Kawhi Leonard trade talks don't seem to have a lot of juice right now. Part of the reason is a small-ish market for one of the best players in the entire sport.
There are a few factors at play here. Perhaps the most obvious is Leonard's reported desire to wind up in Los Angeles, with LeBron James and the Lakers or even perhaps the Clippers.
Last year, we saw a similar situation play out with Paul George. He wound up surprising the basketball world, and sticking with the Oklahoma City Thunder for the long-term.
George has had his own devastating injuries in the past. However, he was not coming off of one when the Thunder acquired him.
Leonard just missed about 90-percent of an NBA season on what appears to be his own volition. We haven't seen anything from his recovery this off-season, as he looks to get moved from the Spurs.
Bleacher Report's Ric Bucher says he spoke to around six current NBA general managers. They say that the lack of evidence of Leonard's health is the main reason why teams won't make a move, not the possibility of him leaving.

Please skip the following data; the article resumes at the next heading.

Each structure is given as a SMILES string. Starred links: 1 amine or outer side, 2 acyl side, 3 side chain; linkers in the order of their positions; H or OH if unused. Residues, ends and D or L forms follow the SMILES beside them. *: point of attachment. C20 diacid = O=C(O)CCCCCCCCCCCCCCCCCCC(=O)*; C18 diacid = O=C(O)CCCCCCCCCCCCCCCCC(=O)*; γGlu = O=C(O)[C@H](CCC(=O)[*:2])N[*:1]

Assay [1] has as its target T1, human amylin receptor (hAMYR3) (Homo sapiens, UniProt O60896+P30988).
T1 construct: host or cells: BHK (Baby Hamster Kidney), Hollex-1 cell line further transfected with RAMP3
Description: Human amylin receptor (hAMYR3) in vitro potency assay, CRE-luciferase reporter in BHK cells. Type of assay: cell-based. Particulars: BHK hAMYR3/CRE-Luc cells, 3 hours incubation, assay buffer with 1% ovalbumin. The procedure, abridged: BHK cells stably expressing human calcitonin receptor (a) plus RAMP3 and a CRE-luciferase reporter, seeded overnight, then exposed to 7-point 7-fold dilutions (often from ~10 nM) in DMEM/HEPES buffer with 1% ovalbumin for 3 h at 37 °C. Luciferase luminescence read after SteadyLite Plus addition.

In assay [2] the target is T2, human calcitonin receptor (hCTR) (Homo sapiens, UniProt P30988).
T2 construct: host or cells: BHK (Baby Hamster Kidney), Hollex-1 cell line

"It seems like every other player is putting out a video on social media of them working out," said the Eastern Conference GM. "If Kawhi did one, he'd instantly get 35,000 hits, and half of them would be from NBA GMs. How can you make a deal or even an offer without knowing if he can play? He's got to be seen. If he came out and played in preseason and looked good, you'd definitely see teams trying harder to get him."
This puts the Spurs in a weird position for any Kawhi Leonard trade.
The team doesn't want to enter the season with a player that may not play for them, and don't want to give him up well below his market value because other teams don't know what they're getting.
The Lakers and Clippers remain the teams most often cited, though the Philadelphia 76ers—which don't have a full time general manager at the moment—are a rising name, thanks to their assets and ability to win now. The Raptors are also a name that has been floated more recently. Both teams have a relationship with R.C. Buford, Gregg Popovich, and the Spurs' leadership.